When people visit a Minnesota cardroom for the first time, they’re often surprised to learn no-limit hold’em is not offered as a cash game. Most tournaments are NLHE, so why not cash games? The first Minnesota law authorizing card clubs was passed in 1999, before the poker boom in 2003, and limit poker was the game of choice. The law originally stated players could bet up to $15 on the opening rounds and a maximum of $30 for each bet/raise on later rounds. Clearly $15-$30 limit games were intended to be the highest stakes. In 2001 the laws were changed to allow up to a $60 bet regardless of which betting round it was.
Obviously the times have changed since then and poker has evolved. With the growth of poker on television, NLHE has become the most popular form of poker. But the law is not as quick to change as people’s tastes. In fact the laws are essentially the same as they were in 2001. So how do poker rooms accommodate players who want to play NLHE with the $60-max-bet restriction?
I visited Canterbury Park in Shakopee, Minn., which boasts a large selection of limit games, to speak with Michael Hochman, senior director of table games, to see how they accommodate NLHE players.
“The Survival tournament was specifically designed to be a no-limit hold’em cash game in tournament format,” he said. “Annie Adlin, one of our shift managers, actually came up with the idea, which I thought was brilliant.”
The Survival tournaments, which launched in September 2010, are available at three different buy-in levels: $230, $330 or $530, which are meant to emulate a $1-$2, $1-$3 and $2-$5 cash games, respectively. Using the $330 tournament as an example, here is how the tournaments work:
• The tournament starts as soon as nine players have signed up and lasts two hours.
• The blinds are $1-$3 for the first hour and $2-$3 for the second hour.
• Each player starts with $300 in tournament chips, one for every dollar of the buy-in.
• Any time a player gets below half the starting stack ($150) they can add $150 or $300 in chips.
• If a player busts and elects not to buy-in again, the seat may be filled by a player on the waiting list.
• At the end of the two hours every player is paid $1 for every tournament chip in their stack.
Overall it’s pretty close to a cash game, but it still follows tournament rules. So you wait to tip the dealers until the end of the tournament, and you can’t use your cell phone at the table. I’ve played a few of these and found them to be enjoyable. The time spent during the payouts can be a little tedious, but it’s fairly easy to play a few of these games on a busy night without too much waiting. Just be sure you play it like a cash game, don’t try to get all your chips in the pot just because time is running out. You don’t need all the chips; you get to cash out whatever is in front of you when the “tournament” ends.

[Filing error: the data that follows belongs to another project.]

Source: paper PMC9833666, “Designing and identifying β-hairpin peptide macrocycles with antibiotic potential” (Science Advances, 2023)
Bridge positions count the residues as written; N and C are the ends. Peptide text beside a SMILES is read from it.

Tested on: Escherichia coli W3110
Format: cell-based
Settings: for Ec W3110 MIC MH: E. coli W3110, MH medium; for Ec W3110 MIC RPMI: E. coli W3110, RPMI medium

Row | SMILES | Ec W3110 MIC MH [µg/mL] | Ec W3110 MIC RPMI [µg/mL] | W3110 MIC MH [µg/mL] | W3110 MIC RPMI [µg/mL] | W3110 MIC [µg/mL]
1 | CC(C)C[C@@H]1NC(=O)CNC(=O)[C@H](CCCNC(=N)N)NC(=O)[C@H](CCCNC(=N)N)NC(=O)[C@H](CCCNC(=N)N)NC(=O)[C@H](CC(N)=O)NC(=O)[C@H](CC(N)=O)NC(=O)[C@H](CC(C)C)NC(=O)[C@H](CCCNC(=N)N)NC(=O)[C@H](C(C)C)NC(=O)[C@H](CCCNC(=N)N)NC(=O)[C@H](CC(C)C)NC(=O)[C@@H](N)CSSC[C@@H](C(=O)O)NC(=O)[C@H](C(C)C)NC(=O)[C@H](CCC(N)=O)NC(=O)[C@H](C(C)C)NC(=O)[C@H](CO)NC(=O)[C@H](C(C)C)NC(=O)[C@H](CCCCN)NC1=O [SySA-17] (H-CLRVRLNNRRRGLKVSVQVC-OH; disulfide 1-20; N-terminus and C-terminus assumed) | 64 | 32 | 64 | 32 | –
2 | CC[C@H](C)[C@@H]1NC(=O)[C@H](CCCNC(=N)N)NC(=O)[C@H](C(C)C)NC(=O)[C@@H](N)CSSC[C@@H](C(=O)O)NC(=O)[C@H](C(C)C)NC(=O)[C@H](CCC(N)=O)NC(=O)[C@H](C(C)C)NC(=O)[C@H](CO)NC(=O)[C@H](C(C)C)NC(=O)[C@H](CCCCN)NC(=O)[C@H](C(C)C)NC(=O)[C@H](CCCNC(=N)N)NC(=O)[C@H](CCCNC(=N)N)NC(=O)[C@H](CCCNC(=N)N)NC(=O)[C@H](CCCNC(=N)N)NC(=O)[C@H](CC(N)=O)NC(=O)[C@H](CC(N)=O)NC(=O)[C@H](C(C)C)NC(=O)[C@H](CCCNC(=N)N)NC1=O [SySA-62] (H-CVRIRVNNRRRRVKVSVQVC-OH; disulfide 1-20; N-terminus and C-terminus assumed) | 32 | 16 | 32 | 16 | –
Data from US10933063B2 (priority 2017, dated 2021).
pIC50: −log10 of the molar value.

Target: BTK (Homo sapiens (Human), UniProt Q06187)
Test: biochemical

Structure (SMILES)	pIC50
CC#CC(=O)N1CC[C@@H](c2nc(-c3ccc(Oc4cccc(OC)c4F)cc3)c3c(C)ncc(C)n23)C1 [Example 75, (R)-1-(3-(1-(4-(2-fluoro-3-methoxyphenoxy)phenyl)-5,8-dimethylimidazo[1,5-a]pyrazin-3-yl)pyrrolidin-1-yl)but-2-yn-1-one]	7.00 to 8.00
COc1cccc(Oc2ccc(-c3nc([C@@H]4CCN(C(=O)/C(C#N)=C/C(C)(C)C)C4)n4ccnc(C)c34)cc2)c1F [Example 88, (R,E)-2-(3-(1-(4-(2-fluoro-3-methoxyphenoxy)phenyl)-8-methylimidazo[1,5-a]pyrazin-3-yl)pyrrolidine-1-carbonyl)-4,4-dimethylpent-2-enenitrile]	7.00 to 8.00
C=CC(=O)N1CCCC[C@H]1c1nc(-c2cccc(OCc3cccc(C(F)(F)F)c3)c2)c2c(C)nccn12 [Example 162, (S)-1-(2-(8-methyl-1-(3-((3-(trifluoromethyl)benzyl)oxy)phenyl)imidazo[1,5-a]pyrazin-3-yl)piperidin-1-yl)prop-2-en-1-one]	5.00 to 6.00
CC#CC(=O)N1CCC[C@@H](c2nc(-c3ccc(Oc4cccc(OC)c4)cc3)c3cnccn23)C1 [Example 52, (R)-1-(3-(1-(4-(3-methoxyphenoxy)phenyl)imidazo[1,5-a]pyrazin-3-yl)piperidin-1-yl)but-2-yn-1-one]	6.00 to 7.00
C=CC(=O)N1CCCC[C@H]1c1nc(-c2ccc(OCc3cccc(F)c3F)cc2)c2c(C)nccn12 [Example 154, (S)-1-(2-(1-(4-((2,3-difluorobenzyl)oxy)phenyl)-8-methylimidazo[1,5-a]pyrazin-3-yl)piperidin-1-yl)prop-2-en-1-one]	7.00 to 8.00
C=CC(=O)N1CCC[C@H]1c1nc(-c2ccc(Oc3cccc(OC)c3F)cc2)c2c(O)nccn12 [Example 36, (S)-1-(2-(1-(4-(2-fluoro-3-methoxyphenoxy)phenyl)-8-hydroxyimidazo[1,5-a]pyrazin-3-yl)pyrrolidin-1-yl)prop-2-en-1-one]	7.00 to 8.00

I then went to Columbus, Minn., to Running Aces Harness Park, which takes a different approach. I spoke with poker manager Gregg Barktu about their spread-limit cash games.
“Our whole idea was to offer something different from our competitors, which was regular limit games, so we (decided) to offer these spread-limits,” he said. “($2-$60 spread-limit) is our most popular game by far.”
The $2-$60 spread-limit hold’em game allows players to buy in for anywhere from $50 to $200. The blinds are $1-$2 and players can bet $2-$60. Of course $60 raises and reraises are allowed, so it’s still possible to get your stack in fairly quickly. They also offer a $5-$60 spread-limit game, which has an uncapped buy-in and $2-$5 blinds.
I play the $2-$60 game regularly, and while it isn’t quite a true no-limit game, it’s pretty close. Though you still see new players trying to go all-in with more than $60 in their stack, people catch on fairly quickly. The main strategy change I’ve noticed is you can’t make monster bluffs to chase people out of the pot and likewise you might not get the implied odds with drawing hands as you would in a no-limit game.
For no-limit fans there is hope the Legislature will change the laws to allow Minnesota poker rooms to offer games comparable to those offered in other states. One proposal was made this year, House File 1419, which would have allowed the Minnesota Racing Commission set the betting limits instead of being codified in law. However that proposal fizzled without being put up for a vote. Until then we can be happy poker rooms still offer a variety of games to satisfy no-limit players.
— John Somsky is the Ante Up Ambassador for Minnesota. You can email him at email@example.com.